Moving house is among one of the most stressful times for any person.  This section aims to highlight aspects you may wish to plan as a visually impaired individual before a move, and suggests potential sources of information.  If there are any additional aspects you feel should be covered here, please contact us with your suggestions.

Click the ‘next’ button to browse the section or select the link for a specific area:

Packing and Removals

Bin Collections

Travel and Route Training

Long-cane and symbol cane mobility information

Packing and Removals 

One of the decisions people need to make is how much furniture they might require in a new home or what existing furniture would be suitable for the new home.  The British Heart Foundation provide a free furniture donation or furniture provision service.

Often, family and friends will help out with packing up belongings and the transport of these to a new home.  However, when outside assistance is required it can be a challenge to find a reliable individual or company.

It may be worthwhile contacting your local sensory centre or sensory impairment team. They might know of local volunteers who would be willing to help pack, move or unpack boxes during your home move.  Please see the list of sensory centres and sensory impairment teams in the previous section of this guide.

Bin Collections

Local authorities run assisted bin collection services.  These are provided to people assessed as unable to take their bins to a kerb side and upon collection, find and return their bin to the storage area.  The service can sometimes be referred to as the bin ‘pull out’ scheme.  Contact your local authority to start the assisted bin collection application.  For example, they will ask for details of your eye condition.

Travel and Route Training

People waiting at a bus stop

For some visually impaired people, route training is an essential part of settling into a new home and area.  Knowing in advance of a move where your local shop is located can, for instance, ensure you have access to necessities from the moment you arrive at your new home.  The main methods for navigation are sighted guide, long cane, symbol cane and guide dog.  There may be family members or friends who will provide support to learn a new route.  External mobility services can also be provided by rehabilitation officers, Guide Dog Mobility Instructor or the My Guide scheme operated by Guide Dogs.


The RNIB have provided mobility and travel information:

Some people with sight loss find iPhone apps useful for travel and general navigation.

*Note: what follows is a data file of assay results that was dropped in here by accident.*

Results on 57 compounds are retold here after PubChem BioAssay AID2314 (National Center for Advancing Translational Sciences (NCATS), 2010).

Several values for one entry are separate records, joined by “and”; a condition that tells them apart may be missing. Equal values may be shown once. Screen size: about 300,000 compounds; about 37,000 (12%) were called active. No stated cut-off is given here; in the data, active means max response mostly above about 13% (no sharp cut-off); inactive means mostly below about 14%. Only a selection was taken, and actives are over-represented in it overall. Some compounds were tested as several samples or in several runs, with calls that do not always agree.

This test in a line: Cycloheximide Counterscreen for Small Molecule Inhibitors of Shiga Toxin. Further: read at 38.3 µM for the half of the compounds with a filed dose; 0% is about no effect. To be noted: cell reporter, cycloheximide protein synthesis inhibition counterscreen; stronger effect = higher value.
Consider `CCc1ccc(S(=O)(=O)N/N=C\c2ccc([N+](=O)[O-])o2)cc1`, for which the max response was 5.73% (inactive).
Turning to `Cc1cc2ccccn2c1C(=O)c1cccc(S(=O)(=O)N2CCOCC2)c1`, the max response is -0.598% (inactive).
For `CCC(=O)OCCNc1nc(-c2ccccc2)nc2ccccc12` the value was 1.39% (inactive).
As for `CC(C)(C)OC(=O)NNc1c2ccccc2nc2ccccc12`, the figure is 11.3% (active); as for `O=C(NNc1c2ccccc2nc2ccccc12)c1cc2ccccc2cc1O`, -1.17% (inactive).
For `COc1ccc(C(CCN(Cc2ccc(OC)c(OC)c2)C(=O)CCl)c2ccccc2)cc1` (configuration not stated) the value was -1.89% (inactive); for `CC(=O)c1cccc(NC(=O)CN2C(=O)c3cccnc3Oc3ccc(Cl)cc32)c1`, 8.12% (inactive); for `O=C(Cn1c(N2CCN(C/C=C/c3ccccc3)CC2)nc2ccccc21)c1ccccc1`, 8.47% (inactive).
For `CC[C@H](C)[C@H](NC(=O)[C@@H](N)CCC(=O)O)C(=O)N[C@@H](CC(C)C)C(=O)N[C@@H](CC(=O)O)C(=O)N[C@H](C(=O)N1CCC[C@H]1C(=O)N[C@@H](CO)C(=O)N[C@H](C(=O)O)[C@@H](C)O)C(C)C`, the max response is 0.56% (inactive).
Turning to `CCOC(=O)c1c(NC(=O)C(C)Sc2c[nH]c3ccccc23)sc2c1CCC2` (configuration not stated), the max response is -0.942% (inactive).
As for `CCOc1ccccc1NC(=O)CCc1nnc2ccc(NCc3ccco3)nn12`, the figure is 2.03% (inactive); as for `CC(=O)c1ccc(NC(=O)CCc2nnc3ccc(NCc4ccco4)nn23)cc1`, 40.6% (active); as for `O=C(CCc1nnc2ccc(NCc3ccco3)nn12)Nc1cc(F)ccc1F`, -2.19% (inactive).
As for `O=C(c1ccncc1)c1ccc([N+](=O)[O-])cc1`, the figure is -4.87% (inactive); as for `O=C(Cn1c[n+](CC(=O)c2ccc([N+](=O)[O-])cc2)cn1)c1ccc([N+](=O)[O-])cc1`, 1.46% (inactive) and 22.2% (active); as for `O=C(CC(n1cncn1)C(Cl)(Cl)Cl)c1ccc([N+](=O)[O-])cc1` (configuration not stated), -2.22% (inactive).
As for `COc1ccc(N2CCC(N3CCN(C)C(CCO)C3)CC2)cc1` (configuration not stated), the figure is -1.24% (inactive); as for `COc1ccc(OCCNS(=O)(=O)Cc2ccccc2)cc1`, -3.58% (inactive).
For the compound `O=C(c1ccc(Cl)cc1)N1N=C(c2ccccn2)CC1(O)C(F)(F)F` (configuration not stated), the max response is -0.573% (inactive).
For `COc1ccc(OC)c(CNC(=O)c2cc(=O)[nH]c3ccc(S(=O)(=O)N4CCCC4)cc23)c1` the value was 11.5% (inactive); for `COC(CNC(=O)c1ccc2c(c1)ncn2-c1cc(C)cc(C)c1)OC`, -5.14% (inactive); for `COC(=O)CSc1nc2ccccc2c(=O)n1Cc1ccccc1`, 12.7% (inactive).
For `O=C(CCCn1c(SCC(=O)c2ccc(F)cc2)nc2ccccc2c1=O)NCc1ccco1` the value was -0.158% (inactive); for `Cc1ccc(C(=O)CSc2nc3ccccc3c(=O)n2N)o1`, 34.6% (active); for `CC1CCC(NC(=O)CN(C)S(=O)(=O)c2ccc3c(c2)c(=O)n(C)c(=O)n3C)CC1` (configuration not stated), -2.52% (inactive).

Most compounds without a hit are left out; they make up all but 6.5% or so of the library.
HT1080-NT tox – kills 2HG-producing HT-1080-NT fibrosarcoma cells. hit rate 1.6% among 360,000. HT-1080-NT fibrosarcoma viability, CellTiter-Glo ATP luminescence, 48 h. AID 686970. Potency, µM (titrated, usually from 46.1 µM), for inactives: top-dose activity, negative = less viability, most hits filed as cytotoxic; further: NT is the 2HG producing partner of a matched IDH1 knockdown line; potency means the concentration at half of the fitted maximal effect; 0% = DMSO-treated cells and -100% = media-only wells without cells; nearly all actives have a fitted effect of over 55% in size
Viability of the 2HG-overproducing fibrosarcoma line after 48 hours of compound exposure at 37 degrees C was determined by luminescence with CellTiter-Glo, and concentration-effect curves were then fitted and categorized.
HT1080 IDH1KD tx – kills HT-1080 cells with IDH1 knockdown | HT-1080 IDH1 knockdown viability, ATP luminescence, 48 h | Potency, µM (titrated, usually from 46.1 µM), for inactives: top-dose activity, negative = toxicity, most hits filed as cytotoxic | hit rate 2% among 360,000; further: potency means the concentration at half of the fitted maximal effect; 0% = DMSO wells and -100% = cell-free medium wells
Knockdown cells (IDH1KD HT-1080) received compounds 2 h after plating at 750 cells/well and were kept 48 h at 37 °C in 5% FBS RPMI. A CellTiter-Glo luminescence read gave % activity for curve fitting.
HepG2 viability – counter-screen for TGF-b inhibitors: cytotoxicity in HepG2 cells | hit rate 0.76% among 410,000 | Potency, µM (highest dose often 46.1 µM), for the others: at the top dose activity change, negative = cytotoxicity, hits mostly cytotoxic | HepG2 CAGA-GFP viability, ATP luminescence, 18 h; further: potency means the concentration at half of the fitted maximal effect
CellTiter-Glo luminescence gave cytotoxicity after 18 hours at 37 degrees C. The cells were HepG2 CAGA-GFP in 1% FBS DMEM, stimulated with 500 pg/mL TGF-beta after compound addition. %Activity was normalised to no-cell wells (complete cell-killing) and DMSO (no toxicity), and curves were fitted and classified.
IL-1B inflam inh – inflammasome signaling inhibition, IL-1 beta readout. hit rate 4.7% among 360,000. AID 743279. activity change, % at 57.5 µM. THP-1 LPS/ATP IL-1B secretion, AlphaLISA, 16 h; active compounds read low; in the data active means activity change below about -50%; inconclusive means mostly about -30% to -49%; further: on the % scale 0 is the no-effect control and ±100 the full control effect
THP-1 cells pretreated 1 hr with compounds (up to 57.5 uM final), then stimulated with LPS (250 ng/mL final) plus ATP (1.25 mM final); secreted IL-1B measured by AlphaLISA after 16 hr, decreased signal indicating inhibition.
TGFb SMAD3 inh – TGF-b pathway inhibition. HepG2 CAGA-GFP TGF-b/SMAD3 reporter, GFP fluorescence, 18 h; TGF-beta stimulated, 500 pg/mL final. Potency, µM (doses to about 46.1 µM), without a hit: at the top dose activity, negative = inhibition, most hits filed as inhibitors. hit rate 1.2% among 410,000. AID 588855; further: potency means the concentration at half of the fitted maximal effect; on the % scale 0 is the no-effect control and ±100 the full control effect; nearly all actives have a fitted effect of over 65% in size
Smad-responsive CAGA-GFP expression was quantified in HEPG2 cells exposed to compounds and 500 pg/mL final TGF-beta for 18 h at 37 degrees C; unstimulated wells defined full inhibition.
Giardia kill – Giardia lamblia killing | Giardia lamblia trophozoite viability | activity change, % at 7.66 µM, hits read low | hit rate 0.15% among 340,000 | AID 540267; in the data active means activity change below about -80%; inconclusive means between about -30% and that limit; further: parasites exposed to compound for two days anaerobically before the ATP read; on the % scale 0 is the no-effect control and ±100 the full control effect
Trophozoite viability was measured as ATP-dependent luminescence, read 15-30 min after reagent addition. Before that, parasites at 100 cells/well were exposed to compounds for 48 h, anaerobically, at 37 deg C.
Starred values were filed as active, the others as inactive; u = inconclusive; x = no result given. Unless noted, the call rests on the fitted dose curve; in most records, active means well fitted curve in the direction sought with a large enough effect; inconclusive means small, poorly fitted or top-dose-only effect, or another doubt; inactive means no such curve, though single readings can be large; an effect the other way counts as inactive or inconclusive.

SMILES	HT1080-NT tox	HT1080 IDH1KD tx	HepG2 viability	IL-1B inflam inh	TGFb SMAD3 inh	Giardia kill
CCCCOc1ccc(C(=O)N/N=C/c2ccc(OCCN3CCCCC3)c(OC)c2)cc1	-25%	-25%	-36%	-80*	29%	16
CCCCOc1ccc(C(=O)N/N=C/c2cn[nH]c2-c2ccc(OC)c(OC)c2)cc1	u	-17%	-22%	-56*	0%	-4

Blind Square is a Navigational app that helps to provide locational information in terms of facilities or public transport links.  It can be used in walk/travel mode to get an approximate idea of direction and streets ahead

Loadstone GPS was developed and designed by blind people to help with navigation

To direct you to the appropriate information about route training, please select the link that best describes your mobility needs:

  • I use a long-cane of symbol cane;
  • I am a Guide Dog Owner.

Long-cane and symbol cane mobility information

Link here to Podcast 4: In this podcast, two visually impaired people tell us about their experiences of learning new routes, first using a long cane and secondly using a navigation app.

The main provider for long-cane and symbol cane mobility training is the Royal National Institute for the Blind (RNIB).  For enquiries related to mobility training or related issues, you can contact their helpline on 0303 123 9999 and ask to speak to the Advice Service, or email

The RNIB mobility teams receive funding from your local authority social services to cover specific route training.  The funding can vary according to where you live and therefore it is important to know which local authority you live/will be living under.  The following links will direct you to either a list of local authorities or a local authority finder tool using your postcode or address.




Northern Ireland:


Mobility Training Information for Guide Dog Owners

Link here to Podcast 2: In this podcast, guide dog owners talk about moving in to a new home and learning routes with their dogs.

To find your local Guide Dogs mobility team, please follow the link below:

Guide Dogs in partnership with other community organisations also run a national My Guide scheme.  If you are interested as a potential My Guide user, contact the scheme for further details and to find out whether you would be eligible. Guide Dogs match a Guide Dog Owner with a specially trained sighted-guide volunteer.  A My Guide partnership will work together for as long as it takes to achieve each step towards a person’s overall goal.  More information can be found at the link below: